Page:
A survey by PricewaterhouseCoopers (PwC) has found that banks racing against time to meet the BoG’s GH¢400million minimum capital requirement by end of year would rather explore other options than merging with other banks.
According to the survey, which was on the theme ‘Having secured the new capital; what next for banks?’, most banks are not very optimistic about mergers and acquisitions as an option for meeting the new capital requirement – with the survey averring that banks prefer to avoid the usual post-consolidation issues and associated costs which come with this option.
The PwC 2018 Banking Survey asked some key staff of participating banks which options they prefer for raising new capital to meet the BoG capital directive, and mergers and acquisitions was ranked last by the respondents.
The central bank’s directive on banks to recapitalise provided three options for them to consider: capitalisation of income surplus; a fresh capital injection; or a combination of both. Although the central bank directive was not explicit on consolidations, given the sheer number of weaker banks it was implicit that consolidations would be a lifeline.
But the PwC survey that spoke to bank executives – Chief Executive Officers, Chief Risk Officers, Chief Finance Officers, Chief Operation Officers and Heads of Strategy – noted that the majority of respondents would rather rely on their income surplus.
“A few respondents also indicated that this option, although preferred, was out of their reach considering the current size of their reserves. Although the banks’ preference generally leans more toward reliance on reserves, for fresh capital injection banks will be required by law to explore a rights issue option first.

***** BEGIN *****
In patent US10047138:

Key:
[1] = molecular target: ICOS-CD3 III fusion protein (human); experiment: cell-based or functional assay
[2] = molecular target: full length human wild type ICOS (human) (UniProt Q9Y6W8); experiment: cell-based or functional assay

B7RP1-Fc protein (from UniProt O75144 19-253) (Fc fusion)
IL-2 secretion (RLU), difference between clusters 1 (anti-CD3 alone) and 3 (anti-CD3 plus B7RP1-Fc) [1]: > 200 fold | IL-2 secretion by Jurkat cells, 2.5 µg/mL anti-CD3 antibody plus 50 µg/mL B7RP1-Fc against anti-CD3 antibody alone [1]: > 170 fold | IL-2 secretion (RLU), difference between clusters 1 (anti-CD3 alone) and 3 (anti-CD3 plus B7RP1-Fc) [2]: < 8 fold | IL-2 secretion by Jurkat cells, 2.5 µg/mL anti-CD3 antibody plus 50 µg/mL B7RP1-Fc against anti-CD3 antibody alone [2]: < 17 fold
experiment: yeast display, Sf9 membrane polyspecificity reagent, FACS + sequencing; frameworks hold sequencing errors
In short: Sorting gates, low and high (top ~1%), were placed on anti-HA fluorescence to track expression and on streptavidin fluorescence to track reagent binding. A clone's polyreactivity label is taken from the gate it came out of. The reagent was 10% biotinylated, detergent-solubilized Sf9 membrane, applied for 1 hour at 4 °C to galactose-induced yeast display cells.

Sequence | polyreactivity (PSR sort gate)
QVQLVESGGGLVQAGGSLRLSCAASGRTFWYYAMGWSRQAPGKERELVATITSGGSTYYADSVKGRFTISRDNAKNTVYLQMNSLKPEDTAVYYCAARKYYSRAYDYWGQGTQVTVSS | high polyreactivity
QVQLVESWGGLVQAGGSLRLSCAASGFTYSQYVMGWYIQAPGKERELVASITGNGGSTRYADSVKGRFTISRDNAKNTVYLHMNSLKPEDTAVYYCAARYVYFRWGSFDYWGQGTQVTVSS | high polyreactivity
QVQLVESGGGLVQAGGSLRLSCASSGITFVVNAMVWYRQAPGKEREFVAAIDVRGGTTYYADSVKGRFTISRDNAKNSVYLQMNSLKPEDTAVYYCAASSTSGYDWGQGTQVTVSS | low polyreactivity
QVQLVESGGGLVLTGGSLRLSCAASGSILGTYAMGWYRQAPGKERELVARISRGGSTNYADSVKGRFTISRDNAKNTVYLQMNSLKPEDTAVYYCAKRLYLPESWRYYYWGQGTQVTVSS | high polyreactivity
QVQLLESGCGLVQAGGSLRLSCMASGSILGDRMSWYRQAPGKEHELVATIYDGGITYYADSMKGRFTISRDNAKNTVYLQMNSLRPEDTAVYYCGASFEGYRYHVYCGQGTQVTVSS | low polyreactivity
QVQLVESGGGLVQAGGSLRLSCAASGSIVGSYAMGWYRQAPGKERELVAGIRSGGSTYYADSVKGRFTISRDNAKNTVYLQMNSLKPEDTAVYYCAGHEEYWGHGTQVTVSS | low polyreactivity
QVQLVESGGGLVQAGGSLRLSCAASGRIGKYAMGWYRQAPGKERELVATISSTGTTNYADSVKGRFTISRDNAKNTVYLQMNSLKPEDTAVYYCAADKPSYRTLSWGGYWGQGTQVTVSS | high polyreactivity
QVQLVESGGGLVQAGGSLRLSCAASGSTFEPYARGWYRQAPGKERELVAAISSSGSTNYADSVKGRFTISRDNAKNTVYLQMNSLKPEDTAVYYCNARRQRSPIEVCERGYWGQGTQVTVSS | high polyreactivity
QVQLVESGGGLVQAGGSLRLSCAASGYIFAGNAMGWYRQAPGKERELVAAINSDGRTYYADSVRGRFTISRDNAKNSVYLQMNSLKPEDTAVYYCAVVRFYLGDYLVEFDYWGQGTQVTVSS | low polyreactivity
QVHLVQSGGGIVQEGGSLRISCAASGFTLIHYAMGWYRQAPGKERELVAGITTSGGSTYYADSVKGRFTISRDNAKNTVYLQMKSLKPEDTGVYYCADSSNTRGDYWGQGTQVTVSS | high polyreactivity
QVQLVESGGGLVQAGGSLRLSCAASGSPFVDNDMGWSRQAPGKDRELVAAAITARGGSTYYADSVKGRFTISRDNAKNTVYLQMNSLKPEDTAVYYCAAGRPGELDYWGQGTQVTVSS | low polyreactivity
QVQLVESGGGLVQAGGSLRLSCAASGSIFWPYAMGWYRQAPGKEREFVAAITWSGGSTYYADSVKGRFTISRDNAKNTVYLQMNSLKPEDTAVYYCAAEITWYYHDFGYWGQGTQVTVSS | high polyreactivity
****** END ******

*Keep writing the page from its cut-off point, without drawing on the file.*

“Most banks are therefore forced to consider a rights issue as one of the more realistic options to be explored. Most banks surveyed also appear to lean more toward the sale of shares to new investors,” the survey revealed.
This, PwC noted, is influenced by banks’ belief that the likelier source of fresh capital will be from new investors rather than existing shareholders. Some banks are however concerned about the possible dilution of ownership interest that comes with sale of shares to new investors, the banks’ executives feared.
But the Country Senior Partner of PwC, Vish Ashiagbor, feared that with the Ghana capital market experiencing bearish conditions, generally, it would seem that banks will find it difficult to raise the capital needed to meet the regulator’s requirements
Most local banks surveyed view capital injection from their parent company as the least realistic option for them, as this option applies to only a few foreign-owned banks which can rely on their parent entities.
“We however noted that the few which expect fresh capital injections from parent banks generally consider this as a back-up plan should they be unable to raise the new capital on their own,” the survey said.
Commenting on the survey’s findings, Mr. Ashiagbor said although it was not disclosed as an express objective of the minimum capital increment, the industry has seen some amount of consolidation already – even though these have been regulator-induced based on the deteriorating asset quality, inadequate capital and liquidity challenges faced by the merged banks.
“We expect that the industry will have experienced some more consolidations by end of the 2018 financial year,” he predicted.
The BoG last month approved a request by BSIC and Omni Bank to merge their businesses,
while five other local banks have had their licences revoked by the regulator and their businesses consolidated into one entity – now called Consolidated Bank Ghana (CBG) Limited.